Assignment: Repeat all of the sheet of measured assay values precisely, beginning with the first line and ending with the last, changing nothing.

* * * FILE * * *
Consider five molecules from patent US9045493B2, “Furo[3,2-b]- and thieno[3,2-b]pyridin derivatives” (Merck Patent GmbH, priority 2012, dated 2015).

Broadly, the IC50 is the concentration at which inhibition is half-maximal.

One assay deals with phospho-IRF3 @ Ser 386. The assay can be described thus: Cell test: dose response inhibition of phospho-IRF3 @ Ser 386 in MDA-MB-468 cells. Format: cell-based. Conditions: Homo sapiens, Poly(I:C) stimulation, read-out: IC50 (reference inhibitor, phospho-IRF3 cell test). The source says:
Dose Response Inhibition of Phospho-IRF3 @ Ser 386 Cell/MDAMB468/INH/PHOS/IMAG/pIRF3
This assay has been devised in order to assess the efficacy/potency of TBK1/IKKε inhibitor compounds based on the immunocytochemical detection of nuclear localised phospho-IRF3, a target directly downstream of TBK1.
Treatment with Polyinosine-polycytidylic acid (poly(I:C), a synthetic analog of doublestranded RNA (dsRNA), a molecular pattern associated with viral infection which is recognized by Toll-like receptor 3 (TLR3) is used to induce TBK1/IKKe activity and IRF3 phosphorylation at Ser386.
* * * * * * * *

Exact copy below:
Consider five molecules from patent US9045493B2, “Furo[3,2-b]- and thieno[3,2-b]pyridin derivatives” (Merck Patent GmbH, priority 2012, dated 2015).

Broadly, the IC50 is the concentration at which inhibition is half-maximal.

One assay deals with phospho-IRF3 @ Ser 386. The assay can be described thus: Cell test: dose response inhibition of phospho-IRF3 @ Ser 386 in MDA-MB-468 cells. Format: cell-based. Conditions: Homo sapiens, Poly(I:C) stimulation, read-out: IC50 (reference inhibitor, phospho-IRF3 cell test). The source says:
Dose Response Inhibition of Phospho-IRF3 @ Ser 386 Cell/MDAMB468/INH/PHOS/IMAG/pIRF3
This assay has been devised in order to assess the efficacy/potency of TBK1/IKKε inhibitor compounds based on the immunocytochemical detection of nuclear localised phospho-IRF3, a target directly downstream of TBK1.
Treatment with Polyinosine-polycytidylic acid (poly(I:C), a synthetic analog of doublestranded RNA (dsRNA), a molecular pattern associated with viral infection which is recognized by Toll-like receptor 3 (TLR3) is used to induce TBK1/IKKe activity and IRF3 phosphorylation at Ser386.